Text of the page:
Celebrating Ascent Fellows

PKP03963.jpg

For frequent airline passengers, the words – “Put your oxygen mask on first” – are very familiar and heard before each flight.  Why?  Because if you run out of oxygen, you cannot help anyone else who may be struggling with their own oxygen mask. 

We know leaders drive performance of an organization, but they often spend too much time running from crisis to crisis, providing oxygen to others, while depriving themselves of the oxygen they need to look and act farther ahead, preparing for future crises and changing times. This narrow focus on short-term results can lead companies to underinvest in the future of their leaders, to enable them to better take care of others and the business. 

With the recent conclusion of our inaugural Ascent Fellowship - focused on family-run and founder-led businesses - we have had the honor to spend the past six months with 27 incredible leaders who did take the time to invest in their ability to respond to rapid changes and increase productivity and profits. 

Their organizations understood that developing high-performing employees not only improves their performance but also rewards them, becoming a virtuous cycle to attract, retain, and develop the leaders of the future. When tailored to the specific needs of individual leaders, this development becomes particularly effective and powerful.

“Being a senior executive for 25 years, I believed I knew who I was and how to run my business life. Ascent gave me a much clearer picture of myself and helped me define the path to follow in order to become a better professional.”

— Frederic Vieil, President and CEO, Hexagone

Development of leadership need not be a crapshoot, relying only on the lucky few. Evidence shows that most leaders benefit visibly from intensive development when provided core knowledge, opportunities to grow, and networks to support that growth.

Everyone has the capacity to learn, grow, and strengthen the practice of leadership. We applaud our Ascent Fellows for their commitment to personal learning and development.

The Secret to Great Leadership Programs

March 2019

PKP08493 copy.jpg

As Peter Drucker wisely noted, "Developing talent is business's most important task."  But the truth about leadership development would imply the opposite is happening:  63-65% of companies identify leadership development as their #1 current and future human capital concern, yet only 19% of organizations rate themselves as effective at developing leaders.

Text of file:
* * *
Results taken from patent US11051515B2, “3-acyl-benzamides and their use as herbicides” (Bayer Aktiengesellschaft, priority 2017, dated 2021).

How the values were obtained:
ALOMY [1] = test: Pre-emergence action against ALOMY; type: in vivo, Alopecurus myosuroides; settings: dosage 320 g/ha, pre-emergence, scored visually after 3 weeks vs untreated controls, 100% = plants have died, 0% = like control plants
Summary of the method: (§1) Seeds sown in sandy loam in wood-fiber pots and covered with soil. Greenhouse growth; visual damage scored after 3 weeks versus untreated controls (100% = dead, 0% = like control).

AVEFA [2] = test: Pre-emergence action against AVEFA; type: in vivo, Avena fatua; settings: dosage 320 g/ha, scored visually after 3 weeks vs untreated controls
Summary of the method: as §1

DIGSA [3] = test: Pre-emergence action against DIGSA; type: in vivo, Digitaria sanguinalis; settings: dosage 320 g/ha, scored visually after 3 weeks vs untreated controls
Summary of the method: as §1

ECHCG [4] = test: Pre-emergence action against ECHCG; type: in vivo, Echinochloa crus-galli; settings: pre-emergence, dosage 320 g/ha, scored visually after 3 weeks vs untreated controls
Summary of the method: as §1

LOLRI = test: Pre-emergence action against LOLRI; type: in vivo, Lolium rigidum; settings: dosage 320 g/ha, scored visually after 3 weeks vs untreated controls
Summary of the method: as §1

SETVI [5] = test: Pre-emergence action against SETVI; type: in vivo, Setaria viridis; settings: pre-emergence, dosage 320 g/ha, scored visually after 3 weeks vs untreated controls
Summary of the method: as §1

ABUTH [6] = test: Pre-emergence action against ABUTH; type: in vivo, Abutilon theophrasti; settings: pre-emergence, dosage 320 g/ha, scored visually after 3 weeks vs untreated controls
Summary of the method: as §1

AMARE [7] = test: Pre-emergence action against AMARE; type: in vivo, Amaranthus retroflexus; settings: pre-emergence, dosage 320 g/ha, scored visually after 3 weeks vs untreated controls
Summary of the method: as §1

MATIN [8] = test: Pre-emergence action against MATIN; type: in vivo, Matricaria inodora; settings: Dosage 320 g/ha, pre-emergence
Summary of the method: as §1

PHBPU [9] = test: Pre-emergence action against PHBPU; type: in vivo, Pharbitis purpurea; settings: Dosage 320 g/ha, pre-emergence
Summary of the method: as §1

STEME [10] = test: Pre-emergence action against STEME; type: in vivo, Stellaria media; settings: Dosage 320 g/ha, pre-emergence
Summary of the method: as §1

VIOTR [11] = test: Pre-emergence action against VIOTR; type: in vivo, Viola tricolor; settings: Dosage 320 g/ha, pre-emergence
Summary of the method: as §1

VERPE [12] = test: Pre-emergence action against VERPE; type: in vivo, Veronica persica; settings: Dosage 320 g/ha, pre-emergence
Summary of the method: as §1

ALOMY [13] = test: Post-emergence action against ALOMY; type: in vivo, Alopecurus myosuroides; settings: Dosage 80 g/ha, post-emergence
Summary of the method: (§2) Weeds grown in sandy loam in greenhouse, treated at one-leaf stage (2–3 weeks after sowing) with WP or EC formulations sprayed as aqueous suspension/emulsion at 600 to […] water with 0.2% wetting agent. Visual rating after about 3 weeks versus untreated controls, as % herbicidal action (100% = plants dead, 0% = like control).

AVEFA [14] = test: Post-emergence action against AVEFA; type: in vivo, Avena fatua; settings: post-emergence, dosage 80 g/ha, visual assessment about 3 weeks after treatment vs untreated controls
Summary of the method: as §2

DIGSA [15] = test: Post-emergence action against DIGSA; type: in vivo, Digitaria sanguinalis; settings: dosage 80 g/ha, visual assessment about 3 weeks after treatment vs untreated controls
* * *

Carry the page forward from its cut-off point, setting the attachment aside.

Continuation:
Exploring this reality further, we spoke to hundreds of senior executives and discovered that leaders yearn for growth.  We found several universal needs:

  • Feedback that provides deep, honest insight about where they are today, and where they can go from here

  • Knowledge that is relevant and applies immediately to the real world and corporate strategy

  • Experiences that are eye-opening, refresh, and inspire

Thus we believe the six key components of effective leadership development programs incorporate a holistic approach from design to delivery to follow-up:

  1. Curated, applicable content with discussion, simulations, and hands-on learning relevant to strategic objectives

  2. Assessment and benchmarking to craft strategic development plans for tangible, measurable growth

  3. Renowned faculty of expert practitioners, peers, and mentors drawn from diverse world-class organizations

  4. Inspiring places and thought-provoking venues that spark new ideas and connections and reinforce learning

  5. structured network to expand access to thoughtful leaders

  6. Ongoing development with multiple, ongoing touchpoints, check-ins over several months, and scheduled followup and goal setting

If you are looking to bring all these pieces together for your next offsite or retreat, contact Ascent at steve@ascent.net or visit www.ascent.net/programs to explore what transformative, tailored experiences we can deliver uniquely for you.


Inspiration from 10,000-Year Institutions

C0078.00_00_11_22.неподвижное изображение001.jpg